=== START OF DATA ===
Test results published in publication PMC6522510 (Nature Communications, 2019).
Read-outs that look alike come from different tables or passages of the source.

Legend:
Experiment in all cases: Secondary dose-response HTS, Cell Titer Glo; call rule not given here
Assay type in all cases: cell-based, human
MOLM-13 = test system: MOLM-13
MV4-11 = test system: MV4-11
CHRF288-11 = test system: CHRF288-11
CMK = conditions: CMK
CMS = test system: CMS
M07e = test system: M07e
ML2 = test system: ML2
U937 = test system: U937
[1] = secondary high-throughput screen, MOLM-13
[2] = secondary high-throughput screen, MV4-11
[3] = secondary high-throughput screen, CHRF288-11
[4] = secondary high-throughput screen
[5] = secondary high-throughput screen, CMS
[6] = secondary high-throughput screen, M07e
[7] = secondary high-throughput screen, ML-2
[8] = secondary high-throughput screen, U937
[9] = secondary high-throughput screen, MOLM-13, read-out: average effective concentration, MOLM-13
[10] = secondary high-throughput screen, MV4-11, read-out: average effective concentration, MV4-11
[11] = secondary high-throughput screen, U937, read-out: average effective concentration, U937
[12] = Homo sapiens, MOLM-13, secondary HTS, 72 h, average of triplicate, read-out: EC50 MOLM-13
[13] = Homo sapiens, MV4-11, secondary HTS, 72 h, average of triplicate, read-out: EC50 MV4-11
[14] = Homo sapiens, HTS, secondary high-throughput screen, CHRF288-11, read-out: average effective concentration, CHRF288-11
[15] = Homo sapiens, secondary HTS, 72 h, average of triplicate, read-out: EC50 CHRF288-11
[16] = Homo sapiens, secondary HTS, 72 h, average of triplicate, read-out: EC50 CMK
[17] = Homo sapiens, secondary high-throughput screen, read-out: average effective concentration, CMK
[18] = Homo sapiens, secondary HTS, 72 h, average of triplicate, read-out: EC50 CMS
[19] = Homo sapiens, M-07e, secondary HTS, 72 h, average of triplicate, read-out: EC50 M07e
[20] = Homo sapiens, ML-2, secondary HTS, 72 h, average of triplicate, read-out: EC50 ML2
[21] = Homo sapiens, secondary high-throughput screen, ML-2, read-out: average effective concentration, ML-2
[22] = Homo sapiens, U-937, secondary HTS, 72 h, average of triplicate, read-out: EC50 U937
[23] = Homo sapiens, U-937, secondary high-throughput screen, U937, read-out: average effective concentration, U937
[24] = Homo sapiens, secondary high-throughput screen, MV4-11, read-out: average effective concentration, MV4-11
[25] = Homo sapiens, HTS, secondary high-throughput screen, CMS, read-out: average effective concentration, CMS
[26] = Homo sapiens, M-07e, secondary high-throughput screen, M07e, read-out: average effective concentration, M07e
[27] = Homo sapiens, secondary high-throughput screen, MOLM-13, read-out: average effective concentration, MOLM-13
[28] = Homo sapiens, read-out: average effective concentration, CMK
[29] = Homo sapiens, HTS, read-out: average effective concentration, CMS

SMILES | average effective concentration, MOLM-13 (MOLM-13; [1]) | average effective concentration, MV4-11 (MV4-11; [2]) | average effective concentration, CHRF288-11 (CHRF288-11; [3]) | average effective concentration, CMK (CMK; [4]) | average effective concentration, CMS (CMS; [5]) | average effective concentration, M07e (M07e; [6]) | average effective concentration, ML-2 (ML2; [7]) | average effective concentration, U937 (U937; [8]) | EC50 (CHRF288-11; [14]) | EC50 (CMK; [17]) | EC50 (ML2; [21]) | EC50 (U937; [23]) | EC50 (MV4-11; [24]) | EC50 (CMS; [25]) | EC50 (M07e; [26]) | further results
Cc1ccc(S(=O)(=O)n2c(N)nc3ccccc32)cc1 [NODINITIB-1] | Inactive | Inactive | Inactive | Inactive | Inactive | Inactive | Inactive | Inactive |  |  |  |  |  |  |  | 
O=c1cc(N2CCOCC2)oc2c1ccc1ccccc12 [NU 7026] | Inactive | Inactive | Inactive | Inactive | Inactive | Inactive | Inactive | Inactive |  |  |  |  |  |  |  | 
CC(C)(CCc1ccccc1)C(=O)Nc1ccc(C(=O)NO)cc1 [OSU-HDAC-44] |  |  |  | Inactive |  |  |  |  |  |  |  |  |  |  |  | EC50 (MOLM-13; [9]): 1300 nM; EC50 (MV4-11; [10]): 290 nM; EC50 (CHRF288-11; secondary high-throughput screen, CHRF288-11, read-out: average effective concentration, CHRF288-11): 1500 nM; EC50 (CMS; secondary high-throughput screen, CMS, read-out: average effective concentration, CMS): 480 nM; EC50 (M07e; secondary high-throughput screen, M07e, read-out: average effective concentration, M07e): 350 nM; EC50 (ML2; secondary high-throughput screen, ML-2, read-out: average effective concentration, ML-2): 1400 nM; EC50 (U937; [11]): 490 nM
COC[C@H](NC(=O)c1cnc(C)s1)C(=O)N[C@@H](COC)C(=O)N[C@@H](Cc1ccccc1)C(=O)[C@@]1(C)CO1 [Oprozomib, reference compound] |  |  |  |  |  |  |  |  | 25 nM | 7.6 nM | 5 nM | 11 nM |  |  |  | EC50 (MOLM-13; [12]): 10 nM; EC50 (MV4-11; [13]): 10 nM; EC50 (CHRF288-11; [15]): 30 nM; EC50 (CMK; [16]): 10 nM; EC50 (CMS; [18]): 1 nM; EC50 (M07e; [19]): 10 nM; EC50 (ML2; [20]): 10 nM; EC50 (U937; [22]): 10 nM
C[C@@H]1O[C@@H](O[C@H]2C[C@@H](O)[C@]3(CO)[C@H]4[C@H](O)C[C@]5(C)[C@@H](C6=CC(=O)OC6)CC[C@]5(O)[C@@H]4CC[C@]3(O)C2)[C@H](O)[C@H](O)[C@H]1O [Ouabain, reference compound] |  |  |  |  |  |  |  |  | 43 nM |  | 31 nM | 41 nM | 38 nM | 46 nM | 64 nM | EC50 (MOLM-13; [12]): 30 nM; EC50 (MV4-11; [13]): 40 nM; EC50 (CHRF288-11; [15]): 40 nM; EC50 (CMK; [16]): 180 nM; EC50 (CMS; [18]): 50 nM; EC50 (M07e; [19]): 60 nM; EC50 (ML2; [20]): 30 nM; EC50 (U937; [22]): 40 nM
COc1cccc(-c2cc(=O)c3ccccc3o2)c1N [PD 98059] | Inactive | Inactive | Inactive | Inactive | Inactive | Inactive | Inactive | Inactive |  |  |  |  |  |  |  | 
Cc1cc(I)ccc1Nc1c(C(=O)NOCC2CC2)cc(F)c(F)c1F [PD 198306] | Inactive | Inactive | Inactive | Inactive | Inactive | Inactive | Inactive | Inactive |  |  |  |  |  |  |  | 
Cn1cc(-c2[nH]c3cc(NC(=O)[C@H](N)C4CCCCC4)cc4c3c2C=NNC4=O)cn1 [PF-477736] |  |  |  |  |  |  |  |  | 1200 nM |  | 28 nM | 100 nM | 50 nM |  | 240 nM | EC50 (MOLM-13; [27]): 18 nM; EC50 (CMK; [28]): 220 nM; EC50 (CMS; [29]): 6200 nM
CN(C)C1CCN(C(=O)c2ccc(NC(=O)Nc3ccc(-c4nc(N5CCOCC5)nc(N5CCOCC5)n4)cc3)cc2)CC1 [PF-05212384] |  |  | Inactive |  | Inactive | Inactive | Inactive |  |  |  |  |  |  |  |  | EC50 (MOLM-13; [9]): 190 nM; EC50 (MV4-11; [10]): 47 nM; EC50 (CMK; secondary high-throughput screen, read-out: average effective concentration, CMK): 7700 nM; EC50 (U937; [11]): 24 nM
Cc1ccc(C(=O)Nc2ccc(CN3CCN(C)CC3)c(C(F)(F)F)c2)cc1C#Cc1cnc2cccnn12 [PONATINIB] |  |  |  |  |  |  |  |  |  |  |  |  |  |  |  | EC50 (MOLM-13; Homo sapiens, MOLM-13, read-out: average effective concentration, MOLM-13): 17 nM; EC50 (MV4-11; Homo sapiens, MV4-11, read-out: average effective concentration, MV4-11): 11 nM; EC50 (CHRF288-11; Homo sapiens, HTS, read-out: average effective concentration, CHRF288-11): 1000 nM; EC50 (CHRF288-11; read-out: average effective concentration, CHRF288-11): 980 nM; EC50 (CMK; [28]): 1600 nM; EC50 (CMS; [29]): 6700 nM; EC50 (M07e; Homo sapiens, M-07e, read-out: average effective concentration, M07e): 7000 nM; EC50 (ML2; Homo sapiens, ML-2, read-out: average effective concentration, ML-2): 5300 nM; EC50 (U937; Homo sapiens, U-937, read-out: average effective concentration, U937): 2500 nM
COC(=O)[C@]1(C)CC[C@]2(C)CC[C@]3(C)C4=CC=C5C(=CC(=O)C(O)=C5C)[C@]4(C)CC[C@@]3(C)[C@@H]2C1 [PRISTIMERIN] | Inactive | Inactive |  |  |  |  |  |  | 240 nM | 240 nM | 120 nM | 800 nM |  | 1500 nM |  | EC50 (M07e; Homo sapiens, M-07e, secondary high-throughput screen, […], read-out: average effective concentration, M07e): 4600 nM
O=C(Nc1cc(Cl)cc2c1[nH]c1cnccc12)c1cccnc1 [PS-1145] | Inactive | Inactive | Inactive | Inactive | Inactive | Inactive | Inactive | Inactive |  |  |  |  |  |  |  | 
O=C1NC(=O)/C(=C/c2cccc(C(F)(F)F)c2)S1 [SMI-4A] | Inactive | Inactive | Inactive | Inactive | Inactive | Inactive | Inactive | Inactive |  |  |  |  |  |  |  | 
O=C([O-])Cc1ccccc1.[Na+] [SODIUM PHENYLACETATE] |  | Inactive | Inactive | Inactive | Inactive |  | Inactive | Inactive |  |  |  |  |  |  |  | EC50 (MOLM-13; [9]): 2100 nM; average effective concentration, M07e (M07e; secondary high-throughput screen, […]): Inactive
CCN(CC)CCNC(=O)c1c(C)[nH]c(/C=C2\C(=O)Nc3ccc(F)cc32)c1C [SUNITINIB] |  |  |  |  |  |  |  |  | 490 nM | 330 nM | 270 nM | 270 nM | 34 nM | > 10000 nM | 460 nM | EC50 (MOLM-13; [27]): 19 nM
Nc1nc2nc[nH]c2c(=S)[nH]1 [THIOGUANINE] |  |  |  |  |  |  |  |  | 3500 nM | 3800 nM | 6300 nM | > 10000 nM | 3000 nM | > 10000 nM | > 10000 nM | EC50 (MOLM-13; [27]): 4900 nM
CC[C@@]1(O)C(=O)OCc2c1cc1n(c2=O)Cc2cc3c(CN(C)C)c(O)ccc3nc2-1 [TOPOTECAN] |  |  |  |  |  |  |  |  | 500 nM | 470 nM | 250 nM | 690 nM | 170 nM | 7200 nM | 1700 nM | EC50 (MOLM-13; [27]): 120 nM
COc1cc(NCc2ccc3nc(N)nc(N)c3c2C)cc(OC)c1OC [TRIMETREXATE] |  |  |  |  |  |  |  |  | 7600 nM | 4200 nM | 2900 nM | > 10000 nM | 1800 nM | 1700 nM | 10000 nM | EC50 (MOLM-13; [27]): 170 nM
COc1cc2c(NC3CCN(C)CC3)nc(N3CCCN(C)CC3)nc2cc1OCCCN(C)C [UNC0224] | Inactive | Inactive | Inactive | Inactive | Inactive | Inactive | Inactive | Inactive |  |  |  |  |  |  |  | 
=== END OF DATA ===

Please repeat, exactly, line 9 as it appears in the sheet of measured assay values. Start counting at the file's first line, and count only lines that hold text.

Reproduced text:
CMK = conditions: CMK